Our latest web interactive release is a design concept for upgrades to the Buck O’Neil Eduction Center located in the 18th & Vine Jazz District of Kansas City, MO at the corner of 18th street and Martin Luther King Blvd. (formerly Paseo Blvd.).
Pendulum was retained by the City of Kansas City, MO to conceptualize renovations and add an iconic feature to the north facade of the building that is identifiable from several blocks away. Our scope included the addition of vertical circulation in the form of a pedestrian ramp, stairs and a passenger elevator. The scope was then expanded to include additional storage, an open air elevated cafe deck, and a freight elevator connecting the basement and the first two floors above the grade level. The improvements in total will enhance the operator’s ability to substantially expand his/her offerings to private entities and the community.
Click the rotating image above to take the virtual tour of the project. Stay tuned for upcoming announcements, more projects will be added.
Pendulum is pleased to announce a new website feature now live in our portfolio. We are kicking things of with the multi-award wining Dunkin’ Donuts Park, home of the Hartford Yard Goats.
Visitors are welcome to drag their mouse or finger across their computer screen or smart device and rotate the digital model in a walking tour of the ballpark. There are hot spots that can be clicked to launch enraged images and brief descriptions of featured areas.
Jonathan Cole, founding principal of Kansas City, MO based Pendulum stated “virtual reality and 3D visualization is an important part of our daily process from the very beginning stages of design. We communicate the sometimes crazy ideas rolling around in our head in real time and in a human scale which in my mind is a great advantage over the historic use of scaled physical models. Our clients no longer have to interpret our drawings because we are placing them in our models at every meeting, it’s an environment that feels very real. This new web feature also allows us to engage the public/fan and experience the ballpark before they arrive at a game…they’ll know what to expect; we think that’s powerful.”
Click the rotating image above to launch our new interactive feature. Stay tuned for upcoming announcements, more ballparks will be added.
Every year for the last nine years Pendulum has completed a new or substantially renovated ballpark in addition to other civic and/or boutique projects. In the last three years we’ve made a conscious effort to shift our focus from a traditional architectural delivery methodology to a process that encourages a curating of the built environment.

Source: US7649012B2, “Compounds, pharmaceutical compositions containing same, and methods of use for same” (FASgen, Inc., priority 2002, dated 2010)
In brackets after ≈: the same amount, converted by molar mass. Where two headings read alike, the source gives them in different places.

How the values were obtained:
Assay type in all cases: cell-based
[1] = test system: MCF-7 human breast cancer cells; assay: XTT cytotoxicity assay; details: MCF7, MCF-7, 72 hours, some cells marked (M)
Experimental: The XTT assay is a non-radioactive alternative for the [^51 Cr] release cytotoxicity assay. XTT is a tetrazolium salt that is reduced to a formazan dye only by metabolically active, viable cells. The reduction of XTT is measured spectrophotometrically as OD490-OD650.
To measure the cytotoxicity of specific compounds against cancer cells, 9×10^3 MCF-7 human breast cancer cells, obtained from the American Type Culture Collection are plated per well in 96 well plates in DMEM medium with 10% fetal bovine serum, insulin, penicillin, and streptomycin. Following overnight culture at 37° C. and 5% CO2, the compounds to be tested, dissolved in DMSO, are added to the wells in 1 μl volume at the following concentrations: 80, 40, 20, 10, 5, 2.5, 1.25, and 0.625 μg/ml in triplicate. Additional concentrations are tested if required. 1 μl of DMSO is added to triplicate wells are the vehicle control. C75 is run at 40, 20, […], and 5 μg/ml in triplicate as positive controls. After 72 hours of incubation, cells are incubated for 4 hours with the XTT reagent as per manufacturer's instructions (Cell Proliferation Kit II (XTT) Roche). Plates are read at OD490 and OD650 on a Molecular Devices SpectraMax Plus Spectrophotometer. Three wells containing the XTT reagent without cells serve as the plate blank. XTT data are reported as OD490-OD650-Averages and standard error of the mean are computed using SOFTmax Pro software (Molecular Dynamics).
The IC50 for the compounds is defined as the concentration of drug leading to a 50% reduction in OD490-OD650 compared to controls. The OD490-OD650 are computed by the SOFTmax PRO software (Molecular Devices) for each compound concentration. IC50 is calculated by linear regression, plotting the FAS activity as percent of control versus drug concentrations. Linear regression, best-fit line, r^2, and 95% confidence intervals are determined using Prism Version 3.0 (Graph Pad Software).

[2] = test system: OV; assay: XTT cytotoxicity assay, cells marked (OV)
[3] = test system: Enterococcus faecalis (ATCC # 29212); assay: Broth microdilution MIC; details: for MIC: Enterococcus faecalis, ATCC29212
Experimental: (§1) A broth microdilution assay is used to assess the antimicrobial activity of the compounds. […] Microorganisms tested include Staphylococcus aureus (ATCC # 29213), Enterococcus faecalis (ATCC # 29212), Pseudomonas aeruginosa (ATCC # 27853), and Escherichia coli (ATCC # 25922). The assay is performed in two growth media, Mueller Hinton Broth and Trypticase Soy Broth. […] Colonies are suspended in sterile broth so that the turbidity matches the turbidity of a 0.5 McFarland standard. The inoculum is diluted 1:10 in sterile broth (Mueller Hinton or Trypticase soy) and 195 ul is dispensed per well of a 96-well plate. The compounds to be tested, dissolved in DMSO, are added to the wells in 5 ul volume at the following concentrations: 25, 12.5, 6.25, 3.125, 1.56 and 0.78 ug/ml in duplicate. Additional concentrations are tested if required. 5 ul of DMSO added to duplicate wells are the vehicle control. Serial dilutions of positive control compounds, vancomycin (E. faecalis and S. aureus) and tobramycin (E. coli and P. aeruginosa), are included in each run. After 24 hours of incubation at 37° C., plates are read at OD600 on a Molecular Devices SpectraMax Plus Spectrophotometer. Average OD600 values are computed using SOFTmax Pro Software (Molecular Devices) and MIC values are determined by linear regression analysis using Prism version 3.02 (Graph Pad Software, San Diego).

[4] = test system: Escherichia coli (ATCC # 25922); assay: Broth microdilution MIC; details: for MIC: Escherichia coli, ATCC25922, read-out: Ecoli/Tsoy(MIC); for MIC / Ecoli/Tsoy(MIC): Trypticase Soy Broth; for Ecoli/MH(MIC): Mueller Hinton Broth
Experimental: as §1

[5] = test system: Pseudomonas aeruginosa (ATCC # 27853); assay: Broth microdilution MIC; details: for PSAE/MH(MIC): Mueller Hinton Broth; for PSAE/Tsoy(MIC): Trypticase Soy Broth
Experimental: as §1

Most of our clients as well as the users of our buildings are heavily influenced by art, fashion, food, music, environment, and automobiles just to name a few. The combination of these elements in interior and exterior spaces fosters enhanced user experiences. There is a certain vibe that people are looking for when they attend events in or around our facilities. Most people don’t spend much time thinking about why something is cool or why it feels right, but they immediately know when something is off, when the vibe is not authentic.
Our job as curators of the built environment is to design experiences that feel effortlessly appropriate and ahead of the curve. This design journal exposes you to some of our triumphs as well as our process. It is evidence that we not only talk the talk…we live it.
We’re launching a new series that explores the many aspects of daily life that influence our designs. As we release each volume in the series you’ll notice that we often reference “the process”, that is deliberate. We find it interesting that as designers our natural tendency is to hide our process, we don’t want our audience to know the steps it took to arrive at a final thought…we project the idea that our first thought was perfect, as if we are perfect, yet reality is quite the opposite. Our best designs are the product of collaboration. It is the result of our willingness to be influenced by the things we see, hear, and smell, the people we surround ourselves with (our circle) that are chipping away at the same block of ice that we are but from a slightly different vantage point. It’s the applied pressure from our circle that challenge us to do better and be better, even when we get deal fatigue*.
What is most interesting about the concept of “deal fatigue” is that it is a phenomenon only experienced by the designer. The end-user/consumer is never exposed to the steps associated with getting from point A (the beginning), to point B (the end), so this concept is foreign to them.